Fran Rodilosso, Head of Fixed Income ETF Portfolio Management, CFA
October 28, 2019
We believe one of the most attractive features of emerging markets debt, from a portfolio construction perspective, is the diversification potential it can provide. Within emerging markets debt, local currency bonds have historically provided the greatest diversification benefit compared to U.S. dollar-denominated emerging markets sovereign or corporate bonds, as measured by the segment’s relatively low correlation to other asset classes.
Emerging Markets Local Currency Bonds Exhibit the Lowest Correlation (10/2014 - 9/2019)
Source: Morningstar as of 9/30/2019. US Aggregate is represented by the Bloomberg Barclays U.S. Aggregate Bond Index; US IG Corporate is represented by the ICE BofAML US Corporate Index; US HY Corporate is represented by the ICE BofAML US High Yield Index; US Equity is represented by the S&P 500; Local Currency EM Sovereign Bonds is represented by the J.P. Morgan GBI-EM Global Core Index; USD EM Sovereign Bonds is represented by the J.P. Morgan EMBI Global Diversified Index; USD EM Corporate Bonds is represented by the J.P. Morgan CEMBI Broad Diversified Index.
This diversification advantage is driven by the two distinct sources of return that local currency bonds provide: return potential from foreign currency, as well as local interest rates that increasingly tend to be influenced primarily by local conditions rather than developed markets central banks. The fourth quarter of 2018 provides a recent example of how emerging markets debt may help offset weakness experienced in other asset classes. As growth concerns mounted, credit spreads widened significantly and equity markets dropped. Emerging markets local currency bonds, as represented by the J.P. Morgan GBI-EM Global Core Index, returned 2.65%, during the quarter thanks to the substantial yields earned on the bonds as rates and currencies remained generally steady.1
Investors looking to diversify corporate bond or equity exposure, whose returns have been supported by accommodative central bank policy, may want to consider adding emerging markets local currency bond exposure. With market expectations for further cuts to U.S. interest rates and potentially less support for the U.S. dollar, we believe the return potential of emerging markets local currencies may provide a boost to portfolio returns. Further, income-seeking investors may find the yields of over 6%—based on the J.P. Morgan GBI-EM Global Core Index—to be currently attractive, and the significant carry of the asset class may provide a cushion against potential weakness elsewhere in investors’ portfolios.2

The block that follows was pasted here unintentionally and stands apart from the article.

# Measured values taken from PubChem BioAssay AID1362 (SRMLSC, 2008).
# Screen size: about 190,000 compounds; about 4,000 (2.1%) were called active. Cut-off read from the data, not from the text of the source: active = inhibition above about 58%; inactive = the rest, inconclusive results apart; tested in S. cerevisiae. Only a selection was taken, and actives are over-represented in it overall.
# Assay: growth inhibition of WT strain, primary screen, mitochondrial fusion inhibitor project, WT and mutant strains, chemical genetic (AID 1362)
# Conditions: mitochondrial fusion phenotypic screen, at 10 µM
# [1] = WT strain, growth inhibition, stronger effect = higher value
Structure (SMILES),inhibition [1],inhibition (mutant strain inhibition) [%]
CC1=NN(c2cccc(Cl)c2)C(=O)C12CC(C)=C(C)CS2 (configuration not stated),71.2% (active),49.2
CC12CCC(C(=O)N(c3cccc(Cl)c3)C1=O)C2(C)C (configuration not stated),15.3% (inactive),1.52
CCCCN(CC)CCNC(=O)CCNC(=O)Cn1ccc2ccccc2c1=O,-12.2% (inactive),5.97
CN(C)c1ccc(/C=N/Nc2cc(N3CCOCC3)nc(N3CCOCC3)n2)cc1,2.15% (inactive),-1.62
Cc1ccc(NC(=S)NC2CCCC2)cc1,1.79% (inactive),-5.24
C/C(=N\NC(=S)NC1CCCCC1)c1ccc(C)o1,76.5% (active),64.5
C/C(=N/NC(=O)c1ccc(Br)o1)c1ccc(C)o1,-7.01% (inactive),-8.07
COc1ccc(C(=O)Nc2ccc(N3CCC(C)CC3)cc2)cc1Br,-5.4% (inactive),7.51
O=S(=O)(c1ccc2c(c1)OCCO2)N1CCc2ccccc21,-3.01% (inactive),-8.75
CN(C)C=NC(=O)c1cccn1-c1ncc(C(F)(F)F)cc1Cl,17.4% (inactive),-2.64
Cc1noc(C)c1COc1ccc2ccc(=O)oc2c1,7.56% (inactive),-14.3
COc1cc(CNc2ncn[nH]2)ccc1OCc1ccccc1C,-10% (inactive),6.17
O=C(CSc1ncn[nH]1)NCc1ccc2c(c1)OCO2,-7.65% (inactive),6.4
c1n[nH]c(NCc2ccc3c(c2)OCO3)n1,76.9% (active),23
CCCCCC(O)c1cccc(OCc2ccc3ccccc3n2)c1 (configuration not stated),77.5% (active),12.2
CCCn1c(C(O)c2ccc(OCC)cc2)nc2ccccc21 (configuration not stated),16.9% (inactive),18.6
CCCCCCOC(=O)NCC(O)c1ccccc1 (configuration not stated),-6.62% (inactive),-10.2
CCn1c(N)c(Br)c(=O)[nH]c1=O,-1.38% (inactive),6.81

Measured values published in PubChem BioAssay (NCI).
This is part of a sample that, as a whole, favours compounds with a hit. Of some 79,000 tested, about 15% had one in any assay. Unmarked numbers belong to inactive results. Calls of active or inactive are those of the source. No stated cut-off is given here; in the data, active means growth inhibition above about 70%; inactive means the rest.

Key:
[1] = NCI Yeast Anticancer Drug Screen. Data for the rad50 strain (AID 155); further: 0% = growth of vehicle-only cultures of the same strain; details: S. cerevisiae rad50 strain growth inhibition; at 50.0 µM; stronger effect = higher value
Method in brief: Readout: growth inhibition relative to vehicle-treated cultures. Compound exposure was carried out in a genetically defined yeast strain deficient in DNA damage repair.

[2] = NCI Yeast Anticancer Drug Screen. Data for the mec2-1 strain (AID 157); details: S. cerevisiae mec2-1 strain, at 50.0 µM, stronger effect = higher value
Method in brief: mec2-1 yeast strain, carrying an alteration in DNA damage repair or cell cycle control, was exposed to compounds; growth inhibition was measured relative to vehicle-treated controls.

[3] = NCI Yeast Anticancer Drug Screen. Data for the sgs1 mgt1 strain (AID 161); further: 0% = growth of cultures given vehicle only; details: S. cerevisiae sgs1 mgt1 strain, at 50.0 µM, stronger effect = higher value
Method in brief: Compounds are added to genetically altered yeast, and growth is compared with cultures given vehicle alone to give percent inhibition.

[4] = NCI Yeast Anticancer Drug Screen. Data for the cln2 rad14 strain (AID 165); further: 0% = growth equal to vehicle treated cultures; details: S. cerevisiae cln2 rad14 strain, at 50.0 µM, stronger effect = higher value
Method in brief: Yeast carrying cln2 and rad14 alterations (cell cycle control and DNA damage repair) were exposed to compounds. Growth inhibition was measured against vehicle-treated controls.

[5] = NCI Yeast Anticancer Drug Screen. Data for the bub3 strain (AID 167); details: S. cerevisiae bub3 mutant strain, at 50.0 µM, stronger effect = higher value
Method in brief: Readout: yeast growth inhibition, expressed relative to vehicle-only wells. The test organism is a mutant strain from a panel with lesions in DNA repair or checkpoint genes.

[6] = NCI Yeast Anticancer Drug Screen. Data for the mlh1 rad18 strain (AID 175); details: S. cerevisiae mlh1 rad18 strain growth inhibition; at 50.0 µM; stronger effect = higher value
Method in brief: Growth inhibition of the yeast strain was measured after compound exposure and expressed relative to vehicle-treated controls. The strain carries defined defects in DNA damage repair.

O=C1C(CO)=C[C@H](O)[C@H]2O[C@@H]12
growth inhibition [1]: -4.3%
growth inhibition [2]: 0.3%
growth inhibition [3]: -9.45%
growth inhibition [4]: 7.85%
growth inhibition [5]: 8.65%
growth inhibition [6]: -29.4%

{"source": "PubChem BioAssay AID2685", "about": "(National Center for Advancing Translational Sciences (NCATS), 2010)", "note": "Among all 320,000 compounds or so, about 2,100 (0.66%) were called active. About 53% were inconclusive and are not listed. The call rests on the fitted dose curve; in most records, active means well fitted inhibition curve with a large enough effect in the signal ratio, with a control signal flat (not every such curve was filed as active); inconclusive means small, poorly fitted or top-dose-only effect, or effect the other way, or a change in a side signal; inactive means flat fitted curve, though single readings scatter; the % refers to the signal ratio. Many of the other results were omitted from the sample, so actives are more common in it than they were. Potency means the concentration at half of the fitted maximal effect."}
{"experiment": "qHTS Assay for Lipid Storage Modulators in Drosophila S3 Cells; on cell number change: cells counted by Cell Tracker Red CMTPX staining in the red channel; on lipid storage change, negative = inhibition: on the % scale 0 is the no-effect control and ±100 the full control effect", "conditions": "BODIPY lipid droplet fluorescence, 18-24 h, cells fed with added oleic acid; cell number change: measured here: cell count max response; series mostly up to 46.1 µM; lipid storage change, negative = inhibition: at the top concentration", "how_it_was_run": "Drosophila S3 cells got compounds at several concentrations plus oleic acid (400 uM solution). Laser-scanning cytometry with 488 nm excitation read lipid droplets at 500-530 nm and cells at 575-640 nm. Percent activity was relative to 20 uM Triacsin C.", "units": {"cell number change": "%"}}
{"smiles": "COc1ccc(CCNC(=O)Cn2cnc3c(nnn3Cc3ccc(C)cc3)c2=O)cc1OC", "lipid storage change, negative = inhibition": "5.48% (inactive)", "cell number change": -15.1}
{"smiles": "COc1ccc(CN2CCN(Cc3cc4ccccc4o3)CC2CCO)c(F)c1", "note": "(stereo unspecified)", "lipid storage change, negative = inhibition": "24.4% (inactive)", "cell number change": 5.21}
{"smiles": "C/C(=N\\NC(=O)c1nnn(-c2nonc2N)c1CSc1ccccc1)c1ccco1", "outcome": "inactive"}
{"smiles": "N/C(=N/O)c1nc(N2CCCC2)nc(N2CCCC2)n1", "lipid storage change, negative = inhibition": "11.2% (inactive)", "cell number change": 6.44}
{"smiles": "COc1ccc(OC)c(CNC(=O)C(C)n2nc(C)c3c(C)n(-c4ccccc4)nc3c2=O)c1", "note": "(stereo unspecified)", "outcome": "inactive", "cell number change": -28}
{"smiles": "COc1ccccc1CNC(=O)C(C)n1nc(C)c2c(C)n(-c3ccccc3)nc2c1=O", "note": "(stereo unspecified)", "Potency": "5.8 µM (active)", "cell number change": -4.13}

1Source: J.P. Morgan, based on Q4 2018 performance.
2Source: J.P. Morgan, as of 9/30/2019.
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Bloomberg Barclays US Aggregate Bond Index: is a broad-based benchmark that measures the investment grade, U.S. dollar-denominated, fixed-rate taxable bond market, including Treasuries, government-related and corporate securities, MBS, ABS and CMBS. ICE BofAML US Corporate Index tracks the performance of US dollar denominated investment grade corporate debt publicly issued in the US domestic market. ICE BofAML US High Yield Index: is comprised of below-investment grade corporate bonds (based on an average of Moody’s, S&P and Fitch) denominated in U.S. dollars. The country of risk of qualifying issuers must be an FX-G10 member, a Western European nation, or a territory of the U.S. or a Western European nation. J.P. Morgan CEMBI Broad Diversified Index: is comprised of U.S. dollar-denominated corporate emerging markets bonds. The index weighting methodology limits the weight of countries with larger debt stocks. J.P. Morgan EMBI Global Diversified Index: is comprised of U.S. dollar-denominated Brady bonds, Eurobonds, and traded loans issued by emerging markets sovereign and quasi-sovereign entities. The index weighting methodology limits the weight of countries with larger debt stocks. J.P. Morgan GBI-EM Global Core Index (GBIEMCOR): tracks local currency denominated EM government debt. The index weighting methodology limits the weight of countries with larger debt stocks, with a maximum of 10% and a minimum of 3%. S&P 500 Index: consists of 500 widely held common stocks covering industrial, utility, financial, and transportation sector.
Index returns are not Fund returns and do not reflect any management fees or brokerage expenses. Certain indices may take into account withholding taxes. Investors cannot invest directly in the Index. Returns for actual Fund investors may differ from what is shown because of differences in timing, the amount invested and fees and expenses. Index returns assume that dividends have been reinvested.
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